Can Boards Positively Impact Innovation?
08/10/2019 11:41 AM
CAN BOARDS POSITIVELY IMPACT INNOVATION?
Recently, the Australian Institute of Company Directors (AICD) and University of Sydney Business School collaborated to undertake a study into the approach of Australian boards to innovation. In summary, it identified that directors are struggling to prioritise innovation and adapt to a rapidly changing and uncertain environment.
Directors have indicated a strong appetite for innovation, often having it included in the organisation’s strategic planning, as they consider it creates real value for an organisation.
Yet for all the interest and possibly commitment from the directors – 75%, evidenced by its integration into the organisation’s strategic planning, there is a significant gap, with over 50% of the boards lacking any real follow through.
What Is Innovation?
So, what is innovation?
Innovation is a spread of things including new ideas, devices, products, processes, or methods; as well as a continuing adapting to changes which leads to achieving better products and/or services. In other words, innovation is more about how an organisation goes about identifying, connecting, communicating, and adopting of doing things differently on an ongoing basis.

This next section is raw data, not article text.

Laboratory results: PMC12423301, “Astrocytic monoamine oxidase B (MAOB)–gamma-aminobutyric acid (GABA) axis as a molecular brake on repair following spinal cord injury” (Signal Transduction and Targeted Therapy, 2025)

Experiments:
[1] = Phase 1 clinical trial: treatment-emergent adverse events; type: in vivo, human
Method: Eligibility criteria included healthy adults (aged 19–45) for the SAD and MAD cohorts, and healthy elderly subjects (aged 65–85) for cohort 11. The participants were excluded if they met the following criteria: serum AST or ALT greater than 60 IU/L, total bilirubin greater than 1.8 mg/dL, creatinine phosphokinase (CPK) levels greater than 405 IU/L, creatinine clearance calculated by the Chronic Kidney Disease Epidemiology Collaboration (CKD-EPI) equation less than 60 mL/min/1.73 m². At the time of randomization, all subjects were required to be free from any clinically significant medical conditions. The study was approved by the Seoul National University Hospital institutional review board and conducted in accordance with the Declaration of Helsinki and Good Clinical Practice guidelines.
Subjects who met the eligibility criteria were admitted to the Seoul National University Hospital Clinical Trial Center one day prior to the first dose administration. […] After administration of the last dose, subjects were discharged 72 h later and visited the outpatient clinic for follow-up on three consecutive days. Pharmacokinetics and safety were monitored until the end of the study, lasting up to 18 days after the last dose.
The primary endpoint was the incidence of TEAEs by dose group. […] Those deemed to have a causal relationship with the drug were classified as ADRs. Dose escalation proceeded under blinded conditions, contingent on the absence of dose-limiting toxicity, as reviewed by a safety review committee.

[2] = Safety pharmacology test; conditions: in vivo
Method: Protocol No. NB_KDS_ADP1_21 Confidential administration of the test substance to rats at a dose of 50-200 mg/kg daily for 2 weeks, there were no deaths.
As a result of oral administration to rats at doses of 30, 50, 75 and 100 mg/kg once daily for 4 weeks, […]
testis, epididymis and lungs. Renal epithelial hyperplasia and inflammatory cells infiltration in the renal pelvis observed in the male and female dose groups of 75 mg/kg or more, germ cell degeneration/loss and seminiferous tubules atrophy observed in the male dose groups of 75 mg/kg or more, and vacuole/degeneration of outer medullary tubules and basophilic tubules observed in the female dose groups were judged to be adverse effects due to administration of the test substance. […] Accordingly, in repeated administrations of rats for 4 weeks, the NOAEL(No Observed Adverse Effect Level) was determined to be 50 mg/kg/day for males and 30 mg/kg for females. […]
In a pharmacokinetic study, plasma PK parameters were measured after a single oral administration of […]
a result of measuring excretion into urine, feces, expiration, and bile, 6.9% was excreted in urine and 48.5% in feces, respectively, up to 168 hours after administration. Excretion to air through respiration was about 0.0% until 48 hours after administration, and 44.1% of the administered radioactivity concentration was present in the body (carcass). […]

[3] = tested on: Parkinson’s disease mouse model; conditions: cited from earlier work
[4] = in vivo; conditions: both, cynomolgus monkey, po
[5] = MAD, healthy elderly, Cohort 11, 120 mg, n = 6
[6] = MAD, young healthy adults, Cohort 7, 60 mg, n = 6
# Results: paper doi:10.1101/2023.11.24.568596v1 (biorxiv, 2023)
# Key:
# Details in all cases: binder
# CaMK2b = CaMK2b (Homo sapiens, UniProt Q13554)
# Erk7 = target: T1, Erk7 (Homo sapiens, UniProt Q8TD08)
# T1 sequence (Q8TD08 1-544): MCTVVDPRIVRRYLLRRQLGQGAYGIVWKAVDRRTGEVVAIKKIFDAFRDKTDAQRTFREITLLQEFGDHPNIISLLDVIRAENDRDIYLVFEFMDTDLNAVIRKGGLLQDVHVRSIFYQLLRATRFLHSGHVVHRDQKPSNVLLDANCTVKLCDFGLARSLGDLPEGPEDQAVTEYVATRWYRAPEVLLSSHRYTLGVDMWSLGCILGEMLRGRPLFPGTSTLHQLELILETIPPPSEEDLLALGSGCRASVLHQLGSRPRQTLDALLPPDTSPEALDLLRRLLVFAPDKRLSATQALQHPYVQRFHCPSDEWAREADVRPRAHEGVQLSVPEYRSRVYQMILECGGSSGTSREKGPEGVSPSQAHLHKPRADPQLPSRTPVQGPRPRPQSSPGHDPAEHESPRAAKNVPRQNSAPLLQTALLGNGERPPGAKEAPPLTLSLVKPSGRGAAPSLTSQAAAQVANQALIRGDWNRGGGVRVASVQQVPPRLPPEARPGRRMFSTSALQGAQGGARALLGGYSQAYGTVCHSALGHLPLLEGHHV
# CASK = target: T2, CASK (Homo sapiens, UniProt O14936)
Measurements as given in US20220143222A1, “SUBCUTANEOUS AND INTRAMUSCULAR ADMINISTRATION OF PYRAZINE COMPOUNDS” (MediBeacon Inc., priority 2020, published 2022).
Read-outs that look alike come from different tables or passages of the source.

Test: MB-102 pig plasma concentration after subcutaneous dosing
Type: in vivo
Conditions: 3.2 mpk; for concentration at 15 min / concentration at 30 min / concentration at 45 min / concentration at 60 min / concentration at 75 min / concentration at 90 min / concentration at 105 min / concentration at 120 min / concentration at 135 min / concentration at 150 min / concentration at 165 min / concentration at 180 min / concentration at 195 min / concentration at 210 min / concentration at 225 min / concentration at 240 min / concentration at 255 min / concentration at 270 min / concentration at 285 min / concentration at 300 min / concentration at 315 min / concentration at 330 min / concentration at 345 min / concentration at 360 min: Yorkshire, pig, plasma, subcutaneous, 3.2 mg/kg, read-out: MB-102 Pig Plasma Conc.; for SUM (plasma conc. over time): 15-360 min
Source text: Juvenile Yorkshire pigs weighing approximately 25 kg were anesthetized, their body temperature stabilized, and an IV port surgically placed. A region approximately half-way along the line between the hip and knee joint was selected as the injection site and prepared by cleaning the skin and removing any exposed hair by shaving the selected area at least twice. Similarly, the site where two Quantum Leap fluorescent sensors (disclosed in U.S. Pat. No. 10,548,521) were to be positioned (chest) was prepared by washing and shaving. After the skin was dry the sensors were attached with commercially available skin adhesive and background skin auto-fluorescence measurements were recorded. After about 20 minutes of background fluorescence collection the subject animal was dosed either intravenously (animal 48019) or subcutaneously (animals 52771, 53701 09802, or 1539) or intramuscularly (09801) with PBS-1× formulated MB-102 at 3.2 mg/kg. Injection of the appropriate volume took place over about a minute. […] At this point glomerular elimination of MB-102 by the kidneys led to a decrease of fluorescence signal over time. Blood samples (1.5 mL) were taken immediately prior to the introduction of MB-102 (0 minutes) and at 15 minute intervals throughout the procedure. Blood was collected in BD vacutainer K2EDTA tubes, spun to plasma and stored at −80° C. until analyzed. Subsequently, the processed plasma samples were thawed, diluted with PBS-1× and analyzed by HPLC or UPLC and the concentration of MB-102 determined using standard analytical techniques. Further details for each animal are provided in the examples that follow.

Innovation and/or Creation?
Sometimes when dealing with innovation, it can be confused with creation.
Creation means “the action or process of bringing something into existence”.
While innovation means “the action or process of innovating”; and innovating means “make changes in something established, especially by introducing new methods, ideas, or products.”
McKinsey simply and succinctly defines “innovation as creativity plus delivery”.
Innovation is critical to growth; and growth is critical to organisations successfully operating in a dynamic marketplace. Yet even though most leaders know just how important innovation is; there is a real failure by leaders in getting innovation to effectively work within their organisations.
The irony is that this is not new. Unfortunately, over the last decade or longer, organisations have struggled to be truly innovative. They have consistently failed, and it seems always in the area of execution.
The Innovation gap